Here is a very sad article on the end of Tibet
There is a deep connection between Tibetan Buddhism and the anti-war hippie culture of the 1960’s. The Dalai Lama has this very attractive message about how non-violence and ideas can overcome political repression.
It’s unfortunately that his message is not consistent with reality.
The reality is that power matters, and power comes from guns, money, and ideas. War and violence is horrible, and peace is a wonderful goal. But to have a just peace, you need to be constantly thinking and preparing for war. If you don’t have guns, you don’t have money, and you don’t have ideas, then you end up at the sufference of others, and this is not a good thing because you’ll be subject to their agendas which may not be your own.
Power is scary. Power is dangerous. There is a very real possibility that by picking up the gun, and figuring out how to make the money, and thinking about the ideology of power, you end up destroying yourself. But the alternative of rejecting power, leads only to subservience at the hands of others. It is unfortunately that the world works this way, but it is true.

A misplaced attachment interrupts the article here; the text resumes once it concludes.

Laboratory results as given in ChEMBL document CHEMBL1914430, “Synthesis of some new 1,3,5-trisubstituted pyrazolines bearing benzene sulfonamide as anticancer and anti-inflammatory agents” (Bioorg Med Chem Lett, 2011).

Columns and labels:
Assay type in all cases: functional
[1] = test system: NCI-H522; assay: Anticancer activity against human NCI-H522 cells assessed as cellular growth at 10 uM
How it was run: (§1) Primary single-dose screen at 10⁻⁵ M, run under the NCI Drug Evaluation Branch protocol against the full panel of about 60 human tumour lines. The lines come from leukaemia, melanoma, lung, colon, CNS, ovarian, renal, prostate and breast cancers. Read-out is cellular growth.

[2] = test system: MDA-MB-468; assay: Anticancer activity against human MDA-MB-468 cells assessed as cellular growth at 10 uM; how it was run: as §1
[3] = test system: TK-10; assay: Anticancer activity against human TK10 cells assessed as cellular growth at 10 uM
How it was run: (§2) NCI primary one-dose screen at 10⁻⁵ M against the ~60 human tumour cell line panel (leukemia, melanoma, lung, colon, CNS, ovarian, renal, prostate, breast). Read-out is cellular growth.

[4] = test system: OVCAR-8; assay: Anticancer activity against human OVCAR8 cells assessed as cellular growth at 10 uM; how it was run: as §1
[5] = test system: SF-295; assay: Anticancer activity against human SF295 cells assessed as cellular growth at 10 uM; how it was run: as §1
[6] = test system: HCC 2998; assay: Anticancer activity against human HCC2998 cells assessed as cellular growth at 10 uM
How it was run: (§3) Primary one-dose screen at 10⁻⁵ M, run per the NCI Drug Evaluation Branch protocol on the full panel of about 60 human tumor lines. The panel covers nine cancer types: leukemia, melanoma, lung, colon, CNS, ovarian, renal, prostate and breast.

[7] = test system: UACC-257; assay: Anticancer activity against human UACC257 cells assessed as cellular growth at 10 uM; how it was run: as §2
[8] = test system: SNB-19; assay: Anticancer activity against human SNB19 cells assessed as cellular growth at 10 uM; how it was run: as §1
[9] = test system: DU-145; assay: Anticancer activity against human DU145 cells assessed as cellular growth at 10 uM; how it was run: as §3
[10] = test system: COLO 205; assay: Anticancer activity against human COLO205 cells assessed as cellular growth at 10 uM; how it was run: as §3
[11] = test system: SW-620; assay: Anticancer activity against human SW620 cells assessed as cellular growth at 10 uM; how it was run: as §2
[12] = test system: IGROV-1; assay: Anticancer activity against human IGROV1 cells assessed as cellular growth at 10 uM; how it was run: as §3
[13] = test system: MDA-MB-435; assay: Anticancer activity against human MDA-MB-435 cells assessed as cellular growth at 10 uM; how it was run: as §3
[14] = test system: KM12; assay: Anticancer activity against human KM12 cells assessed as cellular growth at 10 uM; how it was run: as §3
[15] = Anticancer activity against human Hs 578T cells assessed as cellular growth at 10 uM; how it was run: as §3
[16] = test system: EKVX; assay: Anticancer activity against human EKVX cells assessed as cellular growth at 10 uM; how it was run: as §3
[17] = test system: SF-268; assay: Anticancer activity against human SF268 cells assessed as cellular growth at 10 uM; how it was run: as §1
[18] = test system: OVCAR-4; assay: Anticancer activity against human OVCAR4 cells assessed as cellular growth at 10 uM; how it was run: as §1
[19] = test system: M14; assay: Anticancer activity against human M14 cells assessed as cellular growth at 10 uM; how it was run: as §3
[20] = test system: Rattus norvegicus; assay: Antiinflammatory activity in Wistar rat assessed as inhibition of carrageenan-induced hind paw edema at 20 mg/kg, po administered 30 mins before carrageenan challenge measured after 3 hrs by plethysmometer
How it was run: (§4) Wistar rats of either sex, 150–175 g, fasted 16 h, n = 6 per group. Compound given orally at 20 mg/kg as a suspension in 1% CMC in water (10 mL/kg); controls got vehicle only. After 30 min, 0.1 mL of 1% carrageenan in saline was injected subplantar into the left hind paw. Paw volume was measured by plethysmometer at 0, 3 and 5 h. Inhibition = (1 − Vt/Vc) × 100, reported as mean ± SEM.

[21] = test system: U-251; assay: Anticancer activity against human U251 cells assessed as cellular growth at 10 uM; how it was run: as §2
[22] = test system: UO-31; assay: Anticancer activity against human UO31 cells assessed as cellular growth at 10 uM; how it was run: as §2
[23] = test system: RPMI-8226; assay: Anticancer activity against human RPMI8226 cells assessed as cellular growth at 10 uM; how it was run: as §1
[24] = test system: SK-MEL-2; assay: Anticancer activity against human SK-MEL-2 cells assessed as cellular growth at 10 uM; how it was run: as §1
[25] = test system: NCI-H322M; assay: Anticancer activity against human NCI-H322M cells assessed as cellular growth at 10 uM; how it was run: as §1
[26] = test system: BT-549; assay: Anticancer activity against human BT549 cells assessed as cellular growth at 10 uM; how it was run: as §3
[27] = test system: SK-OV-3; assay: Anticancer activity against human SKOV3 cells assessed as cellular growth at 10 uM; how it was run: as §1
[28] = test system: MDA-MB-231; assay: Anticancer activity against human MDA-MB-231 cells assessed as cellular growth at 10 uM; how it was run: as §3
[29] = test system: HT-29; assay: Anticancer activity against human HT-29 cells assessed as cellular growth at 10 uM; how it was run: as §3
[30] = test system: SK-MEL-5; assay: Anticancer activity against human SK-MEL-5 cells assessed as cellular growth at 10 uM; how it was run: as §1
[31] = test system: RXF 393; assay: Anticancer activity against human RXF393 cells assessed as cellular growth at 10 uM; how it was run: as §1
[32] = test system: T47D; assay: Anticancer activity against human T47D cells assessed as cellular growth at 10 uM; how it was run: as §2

One more insight….
I’m Han Chinese, and not Tibetan, and it’s not my responsiblity to figure out what it means to be Tibetan in the 21st century. I do have a lot of sympathy for ethnic minorities figuring out how they fit in a majority society, because that’s one of the big struggles of my life. There are two dangers which I’ve had to deal with. One is this idea that one can “preserve” a culture. One preserves dead bodies. If something is alive, it changes and grows and adapts. If you don’t change and grow then what happens is that your culture simply becomes a museum piece for tourist to gawk at, meanwhile the skills and ideas that are powerful get held by others. To be Chinese-American means more than eating dim sum and having dragon dances, it means learning to coding C++ so that you can make money.
The other danger that I’ve had to deal with is the temptation of thinking that you can separate yourself from the majority community or the idea that by being involved with the majority community one becomes “less” of a minority. In the United States, Chinese-Americans make up such a small minority that an effort at “separatism” would be suicidal. Instead, by learning English, by learning American history, by becoming part of the national community, one has more social resources to develop and grow a minority culture, and being part of a national community which is a part of the global community, one strengthens the culture rather than weakens it.